Republican parties in 2024 battleground states are plagued with infighting and fundraising woes — some due to the legal costs incurred by attempts to overturn Donald Trump's 2020 election loss, The Washington Post reported Monday.
“There has been an emphasis on ideological cleansing instead of electioneering,” said former Georgia GOP chairman John Watson. “If those new entrants to the party want to argue the earth is flat and the election is stolen, those are counterproductive to winning elections.”
State parties take the lead when it comes to get-out-the-vote efforts and mobilizing volunteers, but those efforts are in jeopardy thanks to infighting and squabbling over money, according to the report.
More experienced leaders have tried to limit the damage, but the transformation of many GOP parties into promoters of election denial has continued to put pressure on more moderate Republicans, the Post wrote.
"Trump and his team have become deeply involved with state parties, elevating candidates for positions who back him, courting members at his Mar-a-Lago resort home and attacking officials in states who oppose him," The Post's report stated.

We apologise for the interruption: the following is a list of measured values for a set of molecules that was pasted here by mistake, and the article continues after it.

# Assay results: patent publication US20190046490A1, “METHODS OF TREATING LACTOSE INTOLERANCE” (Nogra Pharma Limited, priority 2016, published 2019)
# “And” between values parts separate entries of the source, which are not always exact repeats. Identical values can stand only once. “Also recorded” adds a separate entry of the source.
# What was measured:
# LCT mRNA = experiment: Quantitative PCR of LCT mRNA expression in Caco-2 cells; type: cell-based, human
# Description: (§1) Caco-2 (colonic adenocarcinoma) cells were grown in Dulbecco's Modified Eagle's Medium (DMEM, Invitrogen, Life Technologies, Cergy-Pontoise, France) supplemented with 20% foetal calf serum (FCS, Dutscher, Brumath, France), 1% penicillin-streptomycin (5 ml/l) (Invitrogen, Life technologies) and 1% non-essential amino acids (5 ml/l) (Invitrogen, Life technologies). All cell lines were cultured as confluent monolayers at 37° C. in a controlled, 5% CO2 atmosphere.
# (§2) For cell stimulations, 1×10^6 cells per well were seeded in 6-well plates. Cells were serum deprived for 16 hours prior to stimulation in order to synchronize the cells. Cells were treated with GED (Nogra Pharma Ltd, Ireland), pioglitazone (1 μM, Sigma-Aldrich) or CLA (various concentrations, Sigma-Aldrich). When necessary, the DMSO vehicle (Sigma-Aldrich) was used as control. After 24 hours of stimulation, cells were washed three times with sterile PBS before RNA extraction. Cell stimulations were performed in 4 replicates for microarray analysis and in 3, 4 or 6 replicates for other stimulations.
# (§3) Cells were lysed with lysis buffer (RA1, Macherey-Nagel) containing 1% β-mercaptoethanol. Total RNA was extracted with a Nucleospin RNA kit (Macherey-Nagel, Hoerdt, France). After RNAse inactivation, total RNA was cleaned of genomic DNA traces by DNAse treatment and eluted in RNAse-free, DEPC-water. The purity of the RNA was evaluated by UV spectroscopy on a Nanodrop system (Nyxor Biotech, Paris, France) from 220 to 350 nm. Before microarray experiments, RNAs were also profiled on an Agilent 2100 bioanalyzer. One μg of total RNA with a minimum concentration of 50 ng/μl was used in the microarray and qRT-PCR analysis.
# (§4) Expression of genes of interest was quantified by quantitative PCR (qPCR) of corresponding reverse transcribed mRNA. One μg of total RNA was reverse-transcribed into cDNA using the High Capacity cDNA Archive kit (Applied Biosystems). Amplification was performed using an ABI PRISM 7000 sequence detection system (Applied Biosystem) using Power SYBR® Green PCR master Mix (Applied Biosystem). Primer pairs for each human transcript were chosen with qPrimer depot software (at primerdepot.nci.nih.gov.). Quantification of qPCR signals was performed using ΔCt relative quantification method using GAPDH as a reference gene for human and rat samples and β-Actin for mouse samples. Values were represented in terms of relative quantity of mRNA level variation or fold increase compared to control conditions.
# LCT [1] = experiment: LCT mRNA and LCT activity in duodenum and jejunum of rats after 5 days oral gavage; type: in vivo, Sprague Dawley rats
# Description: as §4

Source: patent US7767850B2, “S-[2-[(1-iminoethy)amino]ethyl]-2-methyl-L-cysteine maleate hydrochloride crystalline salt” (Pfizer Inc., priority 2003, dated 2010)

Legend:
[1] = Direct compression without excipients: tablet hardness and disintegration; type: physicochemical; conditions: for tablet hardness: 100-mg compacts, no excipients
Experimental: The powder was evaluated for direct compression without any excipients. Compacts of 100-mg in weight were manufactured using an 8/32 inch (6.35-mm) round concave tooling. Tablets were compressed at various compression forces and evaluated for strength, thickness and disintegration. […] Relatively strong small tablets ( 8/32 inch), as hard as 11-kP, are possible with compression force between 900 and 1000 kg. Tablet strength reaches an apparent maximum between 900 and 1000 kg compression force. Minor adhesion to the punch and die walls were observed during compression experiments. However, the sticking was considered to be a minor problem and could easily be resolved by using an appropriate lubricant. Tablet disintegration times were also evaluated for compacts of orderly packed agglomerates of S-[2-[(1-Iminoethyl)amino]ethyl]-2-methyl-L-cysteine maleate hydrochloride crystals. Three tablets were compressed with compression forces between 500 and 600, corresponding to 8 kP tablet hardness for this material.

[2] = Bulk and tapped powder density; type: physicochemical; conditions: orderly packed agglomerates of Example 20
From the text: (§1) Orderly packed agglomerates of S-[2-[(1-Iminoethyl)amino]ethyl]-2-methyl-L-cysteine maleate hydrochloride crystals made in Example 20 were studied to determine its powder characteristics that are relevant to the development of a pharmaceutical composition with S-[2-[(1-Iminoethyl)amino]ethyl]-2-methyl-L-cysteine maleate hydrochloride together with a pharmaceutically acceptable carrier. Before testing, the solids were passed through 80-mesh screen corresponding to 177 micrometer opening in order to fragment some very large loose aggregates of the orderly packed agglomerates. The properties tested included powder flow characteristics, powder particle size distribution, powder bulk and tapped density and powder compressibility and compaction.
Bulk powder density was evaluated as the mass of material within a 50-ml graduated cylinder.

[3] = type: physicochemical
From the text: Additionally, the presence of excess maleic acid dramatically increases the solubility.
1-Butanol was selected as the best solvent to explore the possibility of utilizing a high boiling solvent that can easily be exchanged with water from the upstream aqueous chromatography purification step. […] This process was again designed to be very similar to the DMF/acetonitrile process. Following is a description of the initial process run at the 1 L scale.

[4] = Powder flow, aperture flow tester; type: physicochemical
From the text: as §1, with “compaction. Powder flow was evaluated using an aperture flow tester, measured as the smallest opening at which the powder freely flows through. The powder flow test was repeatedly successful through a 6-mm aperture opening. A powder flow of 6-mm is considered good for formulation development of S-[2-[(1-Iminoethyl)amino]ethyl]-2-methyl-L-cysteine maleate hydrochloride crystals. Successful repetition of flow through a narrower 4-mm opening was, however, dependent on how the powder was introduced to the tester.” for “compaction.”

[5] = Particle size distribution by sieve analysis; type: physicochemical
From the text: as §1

"His campaign could be the one to have to make up lost ground from shortfalls in local fundraising and field operations. Trump campaign spokesman Steven Cheung said, 'When President Trump is the nominee, everyone will be aligned.'"
One of those feeling the pressure is Jeff DeWit, who was elected to the role of Arizona state GOP chairman after the previous chair, MAGA firebrand Kelli Ward, left the state party in disarray.
"DeWit has repeatedly asked national Republican groups for financial support that largely has not come," The Post reported. "His appeals to the RNC began in February and have extended through mid-September, including to national and regional staffers and directly to RNC chairwoman Ronna McDaniel, according to people familiar with the discussions."
Read the full report over at The Washington Post.